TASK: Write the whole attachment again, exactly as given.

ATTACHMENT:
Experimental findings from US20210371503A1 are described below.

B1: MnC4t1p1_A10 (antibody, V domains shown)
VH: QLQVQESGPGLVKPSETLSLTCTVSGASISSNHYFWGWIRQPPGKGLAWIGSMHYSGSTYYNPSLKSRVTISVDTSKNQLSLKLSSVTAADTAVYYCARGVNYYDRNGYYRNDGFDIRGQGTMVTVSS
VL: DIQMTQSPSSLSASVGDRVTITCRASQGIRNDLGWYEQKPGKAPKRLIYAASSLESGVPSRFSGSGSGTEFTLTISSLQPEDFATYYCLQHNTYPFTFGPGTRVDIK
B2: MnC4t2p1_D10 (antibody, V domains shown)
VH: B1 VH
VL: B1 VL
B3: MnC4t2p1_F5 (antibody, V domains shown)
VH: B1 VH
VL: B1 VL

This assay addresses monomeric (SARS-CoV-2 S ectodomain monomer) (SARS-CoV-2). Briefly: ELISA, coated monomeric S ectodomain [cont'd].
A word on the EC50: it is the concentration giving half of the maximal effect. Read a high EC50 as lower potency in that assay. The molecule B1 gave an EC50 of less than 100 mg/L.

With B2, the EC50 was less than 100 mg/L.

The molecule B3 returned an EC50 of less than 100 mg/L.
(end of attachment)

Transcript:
Experimental findings from US20210371503A1 are described below.

B1: MnC4t1p1_A10 (antibody, V domains shown)
VH: QLQVQESGPGLVKPSETLSLTCTVSGASISSNHYFWGWIRQPPGKGLAWIGSMHYSGSTYYNPSLKSRVTISVDTSKNQLSLKLSSVTAADTAVYYCARGVNYYDRNGYYRNDGFDIRGQGTMVTVSS
VL: DIQMTQSPSSLSASVGDRVTITCRASQGIRNDLGWYEQKPGKAPKRLIYAASSLESGVPSRFSGSGSGTEFTLTISSLQPEDFATYYCLQHNTYPFTFGPGTRVDIK
B2: MnC4t2p1_D10 (antibody, V domains shown)
VH: B1 VH
VL: B1 VL
B3: MnC4t2p1_F5 (antibody, V domains shown)
VH: B1 VH
VL: B1 VL

This assay addresses monomeric (SARS-CoV-2 S ectodomain monomer) (SARS-CoV-2). Briefly: ELISA, coated monomeric S ectodomain [cont'd].
A word on the EC50: it is the concentration giving half of the maximal effect. Read a high EC50 as lower potency in that assay. The molecule B1 gave an EC50 of less than 100 mg/L.

With B2, the EC50 was less than 100 mg/L.

The molecule B3 returned an EC50 of less than 100 mg/L.